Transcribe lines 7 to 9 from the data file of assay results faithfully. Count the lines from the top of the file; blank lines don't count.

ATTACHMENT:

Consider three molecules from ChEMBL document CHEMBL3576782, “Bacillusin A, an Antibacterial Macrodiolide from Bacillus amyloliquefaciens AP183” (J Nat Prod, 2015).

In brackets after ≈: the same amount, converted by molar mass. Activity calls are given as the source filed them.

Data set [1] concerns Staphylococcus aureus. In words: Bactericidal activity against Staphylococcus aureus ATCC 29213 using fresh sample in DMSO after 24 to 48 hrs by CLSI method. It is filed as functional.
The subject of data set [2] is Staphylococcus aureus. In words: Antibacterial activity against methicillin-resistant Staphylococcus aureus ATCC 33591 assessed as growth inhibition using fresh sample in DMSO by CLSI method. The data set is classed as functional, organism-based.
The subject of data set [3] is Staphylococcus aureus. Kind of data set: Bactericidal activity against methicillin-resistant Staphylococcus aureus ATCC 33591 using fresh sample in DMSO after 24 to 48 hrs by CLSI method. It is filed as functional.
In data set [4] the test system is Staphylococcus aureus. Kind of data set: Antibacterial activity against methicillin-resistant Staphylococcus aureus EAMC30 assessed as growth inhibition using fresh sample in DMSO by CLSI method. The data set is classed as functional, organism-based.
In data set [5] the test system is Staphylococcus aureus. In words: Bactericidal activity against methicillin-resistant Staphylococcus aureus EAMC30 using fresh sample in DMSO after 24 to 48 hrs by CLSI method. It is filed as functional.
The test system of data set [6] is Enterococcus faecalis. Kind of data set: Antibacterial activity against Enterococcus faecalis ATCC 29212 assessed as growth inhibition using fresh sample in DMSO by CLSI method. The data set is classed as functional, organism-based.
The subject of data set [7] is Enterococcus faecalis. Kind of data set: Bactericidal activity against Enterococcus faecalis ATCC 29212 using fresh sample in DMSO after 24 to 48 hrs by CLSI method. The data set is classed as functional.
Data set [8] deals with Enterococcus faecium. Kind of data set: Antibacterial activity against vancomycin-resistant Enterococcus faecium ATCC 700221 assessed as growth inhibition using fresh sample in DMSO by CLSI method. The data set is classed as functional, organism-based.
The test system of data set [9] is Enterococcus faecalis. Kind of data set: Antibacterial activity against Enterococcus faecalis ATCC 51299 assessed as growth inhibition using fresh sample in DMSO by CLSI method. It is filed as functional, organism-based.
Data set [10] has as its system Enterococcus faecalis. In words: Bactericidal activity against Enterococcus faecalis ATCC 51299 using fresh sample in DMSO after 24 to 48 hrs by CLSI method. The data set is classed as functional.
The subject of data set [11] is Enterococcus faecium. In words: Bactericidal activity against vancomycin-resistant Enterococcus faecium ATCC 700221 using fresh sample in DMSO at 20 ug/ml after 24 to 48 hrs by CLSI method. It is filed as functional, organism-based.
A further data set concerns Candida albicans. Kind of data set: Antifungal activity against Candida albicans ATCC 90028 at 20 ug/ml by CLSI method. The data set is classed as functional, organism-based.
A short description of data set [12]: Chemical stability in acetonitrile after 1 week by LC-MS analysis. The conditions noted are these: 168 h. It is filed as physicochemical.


In data set [5] the test system is Staphylococcus aureus. In words: Bactericidal activity against methicillin-resistant Staphylococcus aureus EAMC30 using fresh sample in DMSO after 24 to 48 hrs by CLSI method. It is filed as functional.
The test system of data set [6] is Enterococcus faecalis. Kind of data set: Antibacterial activity against Enterococcus faecalis ATCC 29212 assessed as growth inhibition using fresh sample in DMSO by CLSI method. The data set is classed as functional, organism-based.
The subject of data set [7] is Enterococcus faecalis. Kind of data set: Bactericidal activity against Enterococcus faecalis ATCC 29212 using fresh sample in DMSO after 24 to 48 hrs by CLSI method. The data set is classed as functional.